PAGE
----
NP at Frito-Lay Jan 1979–©photo by C. E. Hunt

Wish I had taken many more photos there!

Cabooses!

Caboose on MP freight near Houston, August 1979. --©photo by C. E. Hunt

Caboose on MP freight near Houston, August 1979. –©photo by C. E. Hunt

I loved when cabooses trailed the train.  It was a nice closing to the experience of seeing a freight train.  It gave you closure as a rail fan.  It was a consolation prize of the train ending and gave the closing a human touch–especially as a kid, when a rail employee would wave to you.  It was as though the entire train was saying good bye.

Rock Island caboose in Houston in August of 1979 --©photo by C. E. Hunt

Rock Island caboose in Houston in August of 1979 –©photo by C. E. Hunt

BN caboose in Houston in May of 1980. --©photo by C. E. Hunt

BN caboose in Houston in May of 1980. –©photo by C. E. Hunt

Almost mythical, lonesome branch lines

Prescott and Northwestern at Tokio ARK on the way to the gypsum mine Aug 1978

Prescott and Northwestern at Tokio, ARK on the way to the gypsum mine August 1978 –©photo by C. E. Hunt

There were special places across the landscape that had a mythical quality where you dream of seeing trains but never did.  One such place was near my Uncle Arnold and Aunt Molly’s farm in Arkansas.  Near their farm was a lonesome line that went off to a very small gypsum mine.  I did a post on this mine last year.  I finally found some of the photos I was looking for for that post, but I never found the picture of the Gypsum mine I took.

Prescott and Northwestern, Prescott, AR, August 1979 --©photo by C. E. Hunt

Prescott and Northwestern, Prescott, AR, August 1979 –©photo by C. E. Hunt

PNW in Prescott, AR--©photo by C. E. Hunt

PNW in Prescott, AR–©photo by C. E. Hunt

PNW Caboose in Prescott, AR, 1979--©photo by C. E. Hunt

PNW Caboose in Prescott, AR, 1979–©photo by C. E. Hunt

For many summers I hoped to catch the little train winding its way through the woods and over the hills to the mine.  I only captured it in my imagination.

The Southern Pacific

SP on Griggs Road, August 1978--©photo by C. E. Hunt

SP on Griggs Road, August 1978–©photo by C. E. Hunt

I grew up near a Southern Pacific line.   The line saw a lot of locals and an occasional long freight,  I vividly recall one highlight that took place at night. I remember a Southern (not Southern Pacific) caboose slowly trailing a long freight headed east.  I still remember being able to look inside because it was illuminated.  Funny how certain memories stick with you.  When I would go to bed at night and hear diesel horns from that direction, I would sometimes imagine what kind of train was passing on the line.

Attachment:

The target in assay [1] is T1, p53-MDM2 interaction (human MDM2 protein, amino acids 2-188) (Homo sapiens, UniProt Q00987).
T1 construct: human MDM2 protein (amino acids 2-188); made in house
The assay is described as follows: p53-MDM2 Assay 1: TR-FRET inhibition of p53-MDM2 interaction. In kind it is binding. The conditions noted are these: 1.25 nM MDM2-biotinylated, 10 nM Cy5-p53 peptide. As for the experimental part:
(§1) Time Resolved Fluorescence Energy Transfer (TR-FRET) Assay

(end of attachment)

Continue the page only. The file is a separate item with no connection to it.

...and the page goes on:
Also RS11#2926 on Griggs Road in July of 1978. --©photo by C. E. Hunt

Also RS11#2926 on Griggs Road in July of 1978. –©photo by C. E. Hunt

SP switcher servicing-warehouses on Griggs Road in January of 1979.  --©photo by C. E. Hunt

SP switcher servicing-warehouses on Griggs Road in January of 1979. –©photo by C. E. Hunt

Those were the days.  I have more to share in Part III.

Southern Pacific in the San Fernando Valley in the early 1970s

The San Fernando Valley inside of and adjacent to Los Angeles has a rich history.  A number of Indian tribes lived there prior to the arrival of the Spanish in 1769.  Missions dotted the landscape.  The Valley became part of United States in the late 1840s.  The Southern Pacific arrived in the 1870s.  Wheat and other commodities produced in the Valley were important sources of traffic.  Overtime, the SP spread across the Valley.

About a hundred years later, my friend B. Smith was on hand to see how things were going.

Unknown date in early 1972 (All captions by B. Smith)

Today's local.  Trains ran daily in 1972.---©photo by B. Smith

Today’s local. Trains ran daily in 1972.—©photo by B. Smith

The #2617 was the regular as you shall see…

Bakery still using rail, though no covered hoppers this day.--©photo B. Smith

Bakery still using rail, though no covered hoppers this day.–©photo B. Smith

SP's San Fernando Valley branch had many building supply firms served by sidings and team tracks.  All inbound loads, outbound empties.--©photo B. Smith

SP’s San Fernando Valley branch had many building supply firms served by sidings and team tracks. All inbound loads, outbound empties.–©photo B. Smith

The old Van Nuys freight station is now leased as as a warehouse when this photo was taken.  I believe carpeting was being stored in it for a local business. --©photo B. Smith

The old Van Nuys freight station is now leased as as a warehouse when this photo was taken. I believe carpeting was being stored in it for a local business. –©photo B. Smith

A short siding for a building supply firm with a UP box car, with roof walk, spotted for unloading. --©photo B. Smith

A short siding for a building supply firm with a UP box car, with roof walk, spotted for unloading. –©photo B. Smith

A view of the ready mix concrete business that received rail shipments.  --©photo B. Smith

A view of the ready mix concrete business that received rail shipments. –©photo B. Smith

July 1972

July 1972  -- SP's San Fernando Valley local that ran from Burbank to Chatsworth.  There were a number of lumber and building supply sidings, a bakery, a warehouse that received furniture, and team tracks. --©photo B. Smith